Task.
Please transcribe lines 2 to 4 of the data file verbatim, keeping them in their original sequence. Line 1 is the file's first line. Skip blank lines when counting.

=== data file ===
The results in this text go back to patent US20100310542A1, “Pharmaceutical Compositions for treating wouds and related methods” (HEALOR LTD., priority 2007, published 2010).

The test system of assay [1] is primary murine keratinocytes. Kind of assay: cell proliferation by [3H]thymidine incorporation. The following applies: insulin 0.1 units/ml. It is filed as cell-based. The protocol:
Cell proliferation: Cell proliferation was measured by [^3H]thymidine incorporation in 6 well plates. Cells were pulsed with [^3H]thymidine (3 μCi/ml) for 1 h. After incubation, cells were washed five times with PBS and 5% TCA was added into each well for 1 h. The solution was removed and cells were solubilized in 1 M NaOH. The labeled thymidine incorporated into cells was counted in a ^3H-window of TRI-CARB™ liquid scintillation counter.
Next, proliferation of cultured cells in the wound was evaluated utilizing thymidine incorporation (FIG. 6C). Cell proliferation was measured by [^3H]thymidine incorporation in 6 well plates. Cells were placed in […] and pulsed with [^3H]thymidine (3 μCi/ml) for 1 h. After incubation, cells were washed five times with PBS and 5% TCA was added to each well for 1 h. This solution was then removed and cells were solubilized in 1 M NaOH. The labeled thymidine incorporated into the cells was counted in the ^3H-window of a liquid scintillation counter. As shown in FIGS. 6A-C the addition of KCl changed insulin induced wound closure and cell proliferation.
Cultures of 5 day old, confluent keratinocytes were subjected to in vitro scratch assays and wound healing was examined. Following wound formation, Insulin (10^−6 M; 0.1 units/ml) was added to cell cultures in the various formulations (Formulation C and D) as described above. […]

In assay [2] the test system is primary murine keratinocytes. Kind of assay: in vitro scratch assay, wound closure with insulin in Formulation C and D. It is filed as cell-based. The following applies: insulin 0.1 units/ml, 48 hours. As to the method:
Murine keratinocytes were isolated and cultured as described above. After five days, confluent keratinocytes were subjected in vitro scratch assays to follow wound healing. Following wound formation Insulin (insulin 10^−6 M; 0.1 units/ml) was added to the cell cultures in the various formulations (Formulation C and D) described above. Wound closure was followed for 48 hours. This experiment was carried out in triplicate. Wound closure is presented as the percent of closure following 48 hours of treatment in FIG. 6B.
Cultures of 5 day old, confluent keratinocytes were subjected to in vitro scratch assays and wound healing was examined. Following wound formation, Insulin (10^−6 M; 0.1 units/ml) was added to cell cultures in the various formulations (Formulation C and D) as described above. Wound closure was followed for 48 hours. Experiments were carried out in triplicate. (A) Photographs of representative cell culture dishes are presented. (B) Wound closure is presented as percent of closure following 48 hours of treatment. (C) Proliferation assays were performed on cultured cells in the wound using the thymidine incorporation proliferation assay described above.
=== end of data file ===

The test system of assay [1] is primary murine keratinocytes. Kind of assay: cell proliferation by [3H]thymidine incorporation. The following applies: insulin 0.1 units/ml. It is filed as cell-based. The protocol:
Cell proliferation: Cell proliferation was measured by [^3H]thymidine incorporation in 6 well plates. Cells were pulsed with [^3H]thymidine (3 μCi/ml) for 1 h. After incubation, cells were washed five times with PBS and 5% TCA was added into each well for 1 h. The solution was removed and cells were solubilized in 1 M NaOH. The labeled thymidine incorporated into cells was counted in a ^3H-window of TRI-CARB™ liquid scintillation counter.
Next, proliferation of cultured cells in the wound was evaluated utilizing thymidine incorporation (FIG. 6C). Cell proliferation was measured by [^3H]thymidine incorporation in 6 well plates. Cells were placed in […] and pulsed with [^3H]thymidine (3 μCi/ml) for 1 h. After incubation, cells were washed five times with PBS and 5% TCA was added to each well for 1 h. This solution was then removed and cells were solubilized in 1 M NaOH. The labeled thymidine incorporated into the cells was counted in the ^3H-window of a liquid scintillation counter. As shown in FIGS. 6A-C the addition of KCl changed insulin induced wound closure and cell proliferation.